Skinner as Vietnam Vet
|Title:||Skinner as Vietnam Vet|
|External Links:||The Cave's X-Files Commentary Archives: Skinner, Archived version|
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Skinner as Vietnam Vet is an essay by LoneThinker.
It is one of many essays at The Cave's X-Files Commentary Archives.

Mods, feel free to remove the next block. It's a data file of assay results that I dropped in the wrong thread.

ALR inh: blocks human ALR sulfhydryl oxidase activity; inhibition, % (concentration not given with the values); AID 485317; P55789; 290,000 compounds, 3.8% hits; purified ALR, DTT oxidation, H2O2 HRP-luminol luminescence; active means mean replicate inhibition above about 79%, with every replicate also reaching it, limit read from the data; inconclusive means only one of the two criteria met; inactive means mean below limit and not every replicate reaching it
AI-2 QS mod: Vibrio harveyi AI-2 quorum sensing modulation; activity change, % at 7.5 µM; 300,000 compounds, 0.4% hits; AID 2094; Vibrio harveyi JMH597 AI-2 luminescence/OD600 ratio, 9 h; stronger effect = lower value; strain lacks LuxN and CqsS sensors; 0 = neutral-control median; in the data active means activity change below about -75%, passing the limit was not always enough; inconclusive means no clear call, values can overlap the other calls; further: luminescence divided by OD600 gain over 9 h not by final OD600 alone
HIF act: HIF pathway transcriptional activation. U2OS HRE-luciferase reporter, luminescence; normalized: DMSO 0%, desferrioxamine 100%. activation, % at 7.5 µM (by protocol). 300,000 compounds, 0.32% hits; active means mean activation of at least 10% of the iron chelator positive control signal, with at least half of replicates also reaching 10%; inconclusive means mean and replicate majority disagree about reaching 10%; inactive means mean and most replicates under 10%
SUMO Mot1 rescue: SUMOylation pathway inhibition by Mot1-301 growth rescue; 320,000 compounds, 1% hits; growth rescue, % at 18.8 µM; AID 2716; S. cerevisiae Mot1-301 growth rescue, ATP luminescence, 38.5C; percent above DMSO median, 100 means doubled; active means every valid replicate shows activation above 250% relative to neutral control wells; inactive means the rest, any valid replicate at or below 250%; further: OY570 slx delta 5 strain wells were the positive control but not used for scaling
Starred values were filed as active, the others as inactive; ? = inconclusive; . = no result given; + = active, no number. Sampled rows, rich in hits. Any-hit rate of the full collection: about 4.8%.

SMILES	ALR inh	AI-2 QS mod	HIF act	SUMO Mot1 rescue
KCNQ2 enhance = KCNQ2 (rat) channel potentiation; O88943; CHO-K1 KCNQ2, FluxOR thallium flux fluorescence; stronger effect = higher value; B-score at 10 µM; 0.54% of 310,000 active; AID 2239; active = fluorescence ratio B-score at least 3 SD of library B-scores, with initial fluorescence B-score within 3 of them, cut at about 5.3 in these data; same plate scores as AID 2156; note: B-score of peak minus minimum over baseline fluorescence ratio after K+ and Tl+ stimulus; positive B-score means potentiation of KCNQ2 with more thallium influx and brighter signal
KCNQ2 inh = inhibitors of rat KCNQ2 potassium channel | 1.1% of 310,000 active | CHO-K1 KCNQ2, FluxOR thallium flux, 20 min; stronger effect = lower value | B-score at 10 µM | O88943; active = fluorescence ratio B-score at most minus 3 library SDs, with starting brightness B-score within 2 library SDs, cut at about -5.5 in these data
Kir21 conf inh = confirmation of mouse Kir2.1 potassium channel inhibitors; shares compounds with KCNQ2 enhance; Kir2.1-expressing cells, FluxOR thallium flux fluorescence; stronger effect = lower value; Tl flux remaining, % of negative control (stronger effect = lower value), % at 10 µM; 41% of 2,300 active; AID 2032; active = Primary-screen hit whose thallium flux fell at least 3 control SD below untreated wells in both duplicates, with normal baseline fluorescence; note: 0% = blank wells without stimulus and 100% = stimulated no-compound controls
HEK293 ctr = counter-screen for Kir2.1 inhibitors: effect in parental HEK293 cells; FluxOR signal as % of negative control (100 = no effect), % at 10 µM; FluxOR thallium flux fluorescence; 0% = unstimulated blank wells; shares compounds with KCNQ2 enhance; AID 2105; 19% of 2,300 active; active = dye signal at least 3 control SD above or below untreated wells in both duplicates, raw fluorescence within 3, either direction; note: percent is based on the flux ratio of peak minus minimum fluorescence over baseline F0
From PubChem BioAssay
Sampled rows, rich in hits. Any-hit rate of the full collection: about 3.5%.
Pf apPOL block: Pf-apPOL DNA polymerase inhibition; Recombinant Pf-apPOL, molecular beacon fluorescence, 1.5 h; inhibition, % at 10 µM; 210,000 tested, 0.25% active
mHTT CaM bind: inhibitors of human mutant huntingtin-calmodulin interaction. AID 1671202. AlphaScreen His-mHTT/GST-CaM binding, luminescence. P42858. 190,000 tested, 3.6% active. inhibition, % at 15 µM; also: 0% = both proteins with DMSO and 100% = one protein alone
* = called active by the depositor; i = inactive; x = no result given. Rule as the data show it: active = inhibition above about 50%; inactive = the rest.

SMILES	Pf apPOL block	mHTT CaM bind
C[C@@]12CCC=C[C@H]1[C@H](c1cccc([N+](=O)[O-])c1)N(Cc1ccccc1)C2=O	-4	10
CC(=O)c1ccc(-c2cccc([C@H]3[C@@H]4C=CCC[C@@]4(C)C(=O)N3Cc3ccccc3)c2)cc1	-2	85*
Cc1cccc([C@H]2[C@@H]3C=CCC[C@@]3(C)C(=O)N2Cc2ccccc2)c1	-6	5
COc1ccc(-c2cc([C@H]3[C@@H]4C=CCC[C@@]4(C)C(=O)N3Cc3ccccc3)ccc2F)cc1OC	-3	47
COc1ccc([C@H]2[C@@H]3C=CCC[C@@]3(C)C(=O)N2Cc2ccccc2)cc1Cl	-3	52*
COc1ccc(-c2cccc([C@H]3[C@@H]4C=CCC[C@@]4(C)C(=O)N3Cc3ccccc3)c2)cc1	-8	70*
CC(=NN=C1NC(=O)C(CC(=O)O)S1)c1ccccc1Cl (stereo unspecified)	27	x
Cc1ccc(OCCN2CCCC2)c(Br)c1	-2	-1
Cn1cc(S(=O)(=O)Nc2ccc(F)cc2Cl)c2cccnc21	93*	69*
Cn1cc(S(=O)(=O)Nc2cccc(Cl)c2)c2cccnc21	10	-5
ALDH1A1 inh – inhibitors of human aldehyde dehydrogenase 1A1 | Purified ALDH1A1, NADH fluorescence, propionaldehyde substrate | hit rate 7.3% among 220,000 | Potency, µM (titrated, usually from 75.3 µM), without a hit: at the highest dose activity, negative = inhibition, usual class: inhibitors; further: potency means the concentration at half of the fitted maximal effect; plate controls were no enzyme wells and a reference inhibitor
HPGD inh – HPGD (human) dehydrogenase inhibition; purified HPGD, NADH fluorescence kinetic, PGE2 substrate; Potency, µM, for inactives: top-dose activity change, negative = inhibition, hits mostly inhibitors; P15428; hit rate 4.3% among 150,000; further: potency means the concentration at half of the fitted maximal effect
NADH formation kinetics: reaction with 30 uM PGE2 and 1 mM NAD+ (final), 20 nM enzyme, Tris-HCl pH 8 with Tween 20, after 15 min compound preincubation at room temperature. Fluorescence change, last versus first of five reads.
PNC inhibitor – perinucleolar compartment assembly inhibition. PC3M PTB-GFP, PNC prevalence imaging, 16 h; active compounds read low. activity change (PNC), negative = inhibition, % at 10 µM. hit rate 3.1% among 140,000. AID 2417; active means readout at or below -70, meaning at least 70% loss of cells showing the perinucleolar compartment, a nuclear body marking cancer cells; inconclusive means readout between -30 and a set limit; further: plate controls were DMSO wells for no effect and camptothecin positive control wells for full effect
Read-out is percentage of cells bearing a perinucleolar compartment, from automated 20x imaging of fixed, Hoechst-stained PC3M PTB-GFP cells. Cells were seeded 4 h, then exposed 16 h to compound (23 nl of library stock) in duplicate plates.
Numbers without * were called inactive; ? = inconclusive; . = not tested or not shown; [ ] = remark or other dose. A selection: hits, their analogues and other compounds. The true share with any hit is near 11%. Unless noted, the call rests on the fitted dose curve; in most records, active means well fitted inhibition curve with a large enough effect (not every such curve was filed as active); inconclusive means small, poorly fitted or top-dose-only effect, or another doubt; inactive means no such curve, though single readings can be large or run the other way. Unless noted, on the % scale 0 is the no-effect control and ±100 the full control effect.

Skinner's inability to 'open up' to his wife (*Avatar) about his experiences in Vietnam is neither uncommon nor totally his fault. It certainly doesn't equate to 'shoving her away' as some have claimed in our discussion of this ep, though this is hard to see if you don't have the background. (You might go back and take another look at Ray Kinski in my story 'Harvest Moon', who is wrestling with this same thing.) Basically, what people went through in Vietnam was so other-worldly that if you weren't there, you had very little chance of understanding what these men/women had seen and experienced. (War is always traumatic, but Vietnam was more-so for a variety of reasons which I won't enumerate here.) When Vietnam vets came back to the 'real world', it was like going from this extremely stripped-down, essential, intense life-and-death situation and suddenly finding yourself in an amusement park. (Deb also describes this feeling in my story 'Reunion'.) These people spent a year waiting to come back to 'the world' (and yes, the first thing they did when the arrived in Vietnam was to make a calendar to mark off the year until they could come home again), but once they returned, they didn't fit in anymore. And they got a pretty hostile reception as well. College kids and old ladies actually spat at them. And those who did attempt to answer the question, "What happened over there?" found their audiences horrified by the answers they received. They really didn't want to know, and so most veterans found it much wiser not to talk about it. After all, why invite that kind of response?